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Author Topic: Brexit: best outcome  (Read 606 times)
Mister Fantastic
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« on: June 27, 2017, 02:36:04 pm »

1. Brexit total success: We pull out entirely and prosper beyond our wildest dreams.
2. Brexit disaster:It all goes tits up and the EU humiliate and punish us and lock us into the EU forever.

What do you all hope for?

Number one for me obviously as I'm British.
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Dr Taj Hargey, Chairman, Muslim Education Centre Oxford :
No, but... I've just mentioned that, we have a one vocabulary in private and we have another vocabulary for the public domain, and that's why you don't hear it because you're the public domain.
Snotty
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« Reply #1 on: June 28, 2017, 11:17:56 am »

2
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Weyland
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« Reply #2 on: June 28, 2017, 11:41:14 am »

Number 1 is impossible, obviously. Number 2 is what "we" deserve, but just another of your many notorious fantasies.

I like the lock-in bit, though.  Cool
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"Theresa May’s determination to pursue hard Brexit = stepping off a 10m diving board without checking there is any water in the pool."
First-Time-Ever Department: The UK is negotiating with the rest of the EU in order to secure a worse trade deal than we already have.
Mister Fantastic
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« Reply #3 on: June 28, 2017, 12:57:54 pm »

2

Explain why you want us to fail?

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Dr Taj Hargey, Chairman, Muslim Education Centre Oxford :
No, but... I've just mentioned that, we have a one vocabulary in private and we have another vocabulary for the public domain, and that's why you don't hear it because you're the public domain.
Snotty
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Science Fiction rules,you know it makes sense


« Reply #4 on: June 28, 2017, 01:08:25 pm »

Explain why you want us to fail?



I don't want us to fail,just joking,but I really do fear,if it goes ahead,we will
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Mister Fantastic
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« Reply #5 on: June 28, 2017, 01:11:55 pm »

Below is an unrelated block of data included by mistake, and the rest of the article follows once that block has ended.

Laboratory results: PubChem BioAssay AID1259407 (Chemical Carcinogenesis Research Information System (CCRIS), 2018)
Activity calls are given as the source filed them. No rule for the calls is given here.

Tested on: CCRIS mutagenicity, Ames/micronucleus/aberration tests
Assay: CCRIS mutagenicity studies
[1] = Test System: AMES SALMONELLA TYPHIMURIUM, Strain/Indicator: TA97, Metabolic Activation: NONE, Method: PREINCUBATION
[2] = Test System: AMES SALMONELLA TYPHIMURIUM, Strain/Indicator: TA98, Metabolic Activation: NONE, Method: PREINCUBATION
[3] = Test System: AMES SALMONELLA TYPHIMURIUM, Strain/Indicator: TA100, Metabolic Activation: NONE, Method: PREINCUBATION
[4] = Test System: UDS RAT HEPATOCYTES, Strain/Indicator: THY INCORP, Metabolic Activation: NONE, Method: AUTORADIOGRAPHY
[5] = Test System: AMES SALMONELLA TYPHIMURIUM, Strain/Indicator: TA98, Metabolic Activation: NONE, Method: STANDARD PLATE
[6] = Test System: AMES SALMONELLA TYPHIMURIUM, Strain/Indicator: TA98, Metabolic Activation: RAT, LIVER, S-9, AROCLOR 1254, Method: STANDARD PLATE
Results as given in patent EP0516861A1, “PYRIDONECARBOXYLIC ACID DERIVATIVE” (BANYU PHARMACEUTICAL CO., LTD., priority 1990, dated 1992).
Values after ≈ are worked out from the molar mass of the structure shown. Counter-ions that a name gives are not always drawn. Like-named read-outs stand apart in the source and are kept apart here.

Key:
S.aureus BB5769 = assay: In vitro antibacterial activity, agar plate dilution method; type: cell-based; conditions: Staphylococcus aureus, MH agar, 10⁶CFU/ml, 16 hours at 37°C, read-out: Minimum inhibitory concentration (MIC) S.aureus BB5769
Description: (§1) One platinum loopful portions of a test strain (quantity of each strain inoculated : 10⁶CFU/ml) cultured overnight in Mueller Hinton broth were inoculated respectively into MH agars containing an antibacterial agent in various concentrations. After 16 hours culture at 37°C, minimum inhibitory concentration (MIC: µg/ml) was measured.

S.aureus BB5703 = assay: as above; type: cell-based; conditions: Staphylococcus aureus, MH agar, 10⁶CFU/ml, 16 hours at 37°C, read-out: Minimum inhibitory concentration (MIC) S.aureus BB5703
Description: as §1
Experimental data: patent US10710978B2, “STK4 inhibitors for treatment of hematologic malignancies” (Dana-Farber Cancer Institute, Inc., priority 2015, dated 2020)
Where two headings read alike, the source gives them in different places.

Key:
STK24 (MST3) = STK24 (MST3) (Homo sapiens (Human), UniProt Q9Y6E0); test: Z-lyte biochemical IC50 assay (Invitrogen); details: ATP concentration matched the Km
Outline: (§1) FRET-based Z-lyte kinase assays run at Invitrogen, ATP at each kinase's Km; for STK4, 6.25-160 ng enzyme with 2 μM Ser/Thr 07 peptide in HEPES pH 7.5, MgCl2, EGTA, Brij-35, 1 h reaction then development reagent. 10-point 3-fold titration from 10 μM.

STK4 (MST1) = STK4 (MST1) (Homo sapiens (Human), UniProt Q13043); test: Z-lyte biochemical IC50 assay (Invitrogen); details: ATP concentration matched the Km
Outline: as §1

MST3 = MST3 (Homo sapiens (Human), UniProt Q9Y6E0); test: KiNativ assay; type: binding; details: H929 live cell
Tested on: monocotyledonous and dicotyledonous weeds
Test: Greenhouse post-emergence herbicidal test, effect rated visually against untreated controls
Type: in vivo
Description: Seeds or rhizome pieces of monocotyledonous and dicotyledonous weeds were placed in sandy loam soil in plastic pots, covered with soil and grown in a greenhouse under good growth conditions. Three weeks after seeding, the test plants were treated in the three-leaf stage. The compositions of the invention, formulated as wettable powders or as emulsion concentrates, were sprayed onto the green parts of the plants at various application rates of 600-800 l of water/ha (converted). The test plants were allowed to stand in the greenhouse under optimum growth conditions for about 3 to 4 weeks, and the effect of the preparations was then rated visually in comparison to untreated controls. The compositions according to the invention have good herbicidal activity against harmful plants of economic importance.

I don't want us to fail,just joking,but I really do fear,if it goes ahead,we will
Smiley
At least 4 on he do want it to fail, it's unbelievable.
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Dr Taj Hargey, Chairman, Muslim Education Centre Oxford :
No, but... I've just mentioned that, we have a one vocabulary in private and we have another vocabulary for the public domain, and that's why you don't hear it because you're the public domain.
everso
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MR. PHILLIPS


« Reply #6 on: June 28, 2017, 01:24:38 pm »

Smiley
At least 4 on he do want it to fail, it's unbelievable.

I can't actually believe that, as it will affect everyone in the UK if it does fail.  I suppose they'll be gratified to know they were right though.   Smiley

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Weyland
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« Reply #7 on: June 28, 2017, 01:25:19 pm »

Smiley
At least 4 on he do want it to fail, it's unbelievable.

I don't. I want it to be as if it never happened. For the good of the UK. What you want is failure.
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"Theresa May’s determination to pursue hard Brexit = stepping off a 10m diving board without checking there is any water in the pool."
First-Time-Ever Department: The UK is negotiating with the rest of the EU in order to secure a worse trade deal than we already have.
Snotty
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Science Fiction rules,you know it makes sense


« Reply #8 on: June 28, 2017, 01:34:29 pm »

I hope Brexit will not go ahead because I really do think it will be bad for us.
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ben wedge
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« Reply #9 on: June 28, 2017, 03:04:20 pm »

I hope Brexit will not go ahead because I really do think it will be bad for us.

Me too, but if it does go ahead I hope it will be a great success. I think we will survive alright but we will have a tough 10 years before that - and we will hopefully come tpo realise that we are no longer a world power and stop trying to pretend that we are

One question that puzzles me a little is why there is this talk of use 'owing' the EU £50 billion if we leave

Surely having been a net contributor from the minute we joined we should be due a % of the assets of the EU on leaving, rather than compensating them? Can anyone talk me through that?

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Lone Ranger
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« Reply #10 on: June 29, 2017, 03:35:19 am »

Me too, but if it does go ahead I hope it will be a great success. I think we will survive alright but we will have a tough 10 years before that - and we will hopefully come tpo realise that we are no longer a world power and stop trying to pretend that we are

One question that puzzles me a little is why there is this talk of use 'owing' the EU £50 billion if we leave

Surely having been a net contributor from the minute we joined we should be due a % of the assets of the EU on leaving, rather than compensating them? Can anyone talk me through that?

Absolutely nothing to worry about, Ben. Our ace negotiators will fix the whole thing in the blink of a decade, and knock it down to 100 billion or so. Trust them.
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"Theresa May’s determination to pursue hard Brexit = stepping off a 10m diving board without checking there is any water in the pool."